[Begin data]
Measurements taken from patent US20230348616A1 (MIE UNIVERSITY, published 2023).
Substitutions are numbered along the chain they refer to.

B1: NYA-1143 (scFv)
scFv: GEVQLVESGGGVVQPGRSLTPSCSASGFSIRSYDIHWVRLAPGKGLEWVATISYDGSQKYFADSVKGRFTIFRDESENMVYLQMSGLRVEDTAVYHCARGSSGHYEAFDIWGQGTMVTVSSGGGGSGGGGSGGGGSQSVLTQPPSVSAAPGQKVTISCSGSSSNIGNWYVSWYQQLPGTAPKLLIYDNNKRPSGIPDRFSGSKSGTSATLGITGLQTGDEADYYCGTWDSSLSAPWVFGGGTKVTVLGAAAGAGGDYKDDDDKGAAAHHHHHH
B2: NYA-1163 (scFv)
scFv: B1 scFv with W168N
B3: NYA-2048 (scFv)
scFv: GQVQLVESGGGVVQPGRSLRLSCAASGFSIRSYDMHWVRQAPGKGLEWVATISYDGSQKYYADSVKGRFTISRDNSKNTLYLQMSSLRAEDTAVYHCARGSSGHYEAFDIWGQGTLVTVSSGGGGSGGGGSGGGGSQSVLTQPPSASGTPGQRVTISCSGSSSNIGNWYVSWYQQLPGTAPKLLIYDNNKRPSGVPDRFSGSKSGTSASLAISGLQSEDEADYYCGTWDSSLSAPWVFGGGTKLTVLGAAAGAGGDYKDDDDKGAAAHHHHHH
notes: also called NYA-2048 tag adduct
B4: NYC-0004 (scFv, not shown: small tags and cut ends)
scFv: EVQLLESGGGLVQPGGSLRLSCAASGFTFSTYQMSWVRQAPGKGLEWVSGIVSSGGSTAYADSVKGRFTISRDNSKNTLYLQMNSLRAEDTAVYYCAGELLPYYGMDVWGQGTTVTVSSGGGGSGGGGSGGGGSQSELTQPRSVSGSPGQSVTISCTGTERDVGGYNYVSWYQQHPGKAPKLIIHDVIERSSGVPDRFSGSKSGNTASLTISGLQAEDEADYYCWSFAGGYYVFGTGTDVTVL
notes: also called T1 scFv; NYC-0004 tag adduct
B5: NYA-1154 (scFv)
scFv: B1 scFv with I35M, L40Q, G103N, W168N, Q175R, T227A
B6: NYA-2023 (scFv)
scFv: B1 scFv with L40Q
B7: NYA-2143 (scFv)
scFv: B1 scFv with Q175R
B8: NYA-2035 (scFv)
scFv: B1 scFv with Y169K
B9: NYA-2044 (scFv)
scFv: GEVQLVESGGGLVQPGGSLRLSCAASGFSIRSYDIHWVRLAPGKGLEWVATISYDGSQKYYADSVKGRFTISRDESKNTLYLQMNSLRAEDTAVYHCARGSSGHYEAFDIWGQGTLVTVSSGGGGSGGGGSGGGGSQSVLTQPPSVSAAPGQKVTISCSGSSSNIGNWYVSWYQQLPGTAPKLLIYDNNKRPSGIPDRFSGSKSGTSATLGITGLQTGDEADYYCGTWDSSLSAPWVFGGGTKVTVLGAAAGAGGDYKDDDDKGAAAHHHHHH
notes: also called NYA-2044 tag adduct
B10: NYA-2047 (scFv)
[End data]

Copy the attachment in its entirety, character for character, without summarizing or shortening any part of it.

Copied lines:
Measurements taken from patent US20230348616A1 (MIE UNIVERSITY, published 2023).
Substitutions are numbered along the chain they refer to.

B1: NYA-1143 (scFv)
scFv: GEVQLVESGGGVVQPGRSLTPSCSASGFSIRSYDIHWVRLAPGKGLEWVATISYDGSQKYFADSVKGRFTIFRDESENMVYLQMSGLRVEDTAVYHCARGSSGHYEAFDIWGQGTMVTVSSGGGGSGGGGSGGGGSQSVLTQPPSVSAAPGQKVTISCSGSSSNIGNWYVSWYQQLPGTAPKLLIYDNNKRPSGIPDRFSGSKSGTSATLGITGLQTGDEADYYCGTWDSSLSAPWVFGGGTKVTVLGAAAGAGGDYKDDDDKGAAAHHHHHH
B2: NYA-1163 (scFv)
scFv: B1 scFv with W168N
B3: NYA-2048 (scFv)
scFv: GQVQLVESGGGVVQPGRSLRLSCAASGFSIRSYDMHWVRQAPGKGLEWVATISYDGSQKYYADSVKGRFTISRDNSKNTLYLQMSSLRAEDTAVYHCARGSSGHYEAFDIWGQGTLVTVSSGGGGSGGGGSGGGGSQSVLTQPPSASGTPGQRVTISCSGSSSNIGNWYVSWYQQLPGTAPKLLIYDNNKRPSGVPDRFSGSKSGTSASLAISGLQSEDEADYYCGTWDSSLSAPWVFGGGTKLTVLGAAAGAGGDYKDDDDKGAAAHHHHHH
notes: also called NYA-2048 tag adduct
B4: NYC-0004 (scFv, not shown: small tags and cut ends)
scFv: EVQLLESGGGLVQPGGSLRLSCAASGFTFSTYQMSWVRQAPGKGLEWVSGIVSSGGSTAYADSVKGRFTISRDNSKNTLYLQMNSLRAEDTAVYYCAGELLPYYGMDVWGQGTTVTVSSGGGGSGGGGSGGGGSQSELTQPRSVSGSPGQSVTISCTGTERDVGGYNYVSWYQQHPGKAPKLIIHDVIERSSGVPDRFSGSKSGNTASLTISGLQAEDEADYYCWSFAGGYYVFGTGTDVTVL
notes: also called T1 scFv; NYC-0004 tag adduct
B5: NYA-1154 (scFv)
scFv: B1 scFv with I35M, L40Q, G103N, W168N, Q175R, T227A
B6: NYA-2023 (scFv)
scFv: B1 scFv with L40Q
B7: NYA-2143 (scFv)
scFv: B1 scFv with Q175R
B8: NYA-2035 (scFv)
scFv: B1 scFv with Y169K
B9: NYA-2044 (scFv)
scFv: GEVQLVESGGGLVQPGGSLRLSCAASGFSIRSYDIHWVRLAPGKGLEWVATISYDGSQKYYADSVKGRFTISRDESKNTLYLQMNSLRAEDTAVYHCARGSSGHYEAFDIWGQGTLVTVSSGGGGSGGGGSGGGGSQSVLTQPPSVSAAPGQKVTISCSGSSSNIGNWYVSWYQQLPGTAPKLLIYDNNKRPSGIPDRFSGSKSGTSATLGITGLQTGDEADYYCGTWDSSLSAPWVFGGGTKVTVLGAAAGAGGDYKDDDDKGAAAHHHHHH
notes: also called NYA-2044 tag adduct
B10: NYA-2047 (scFv)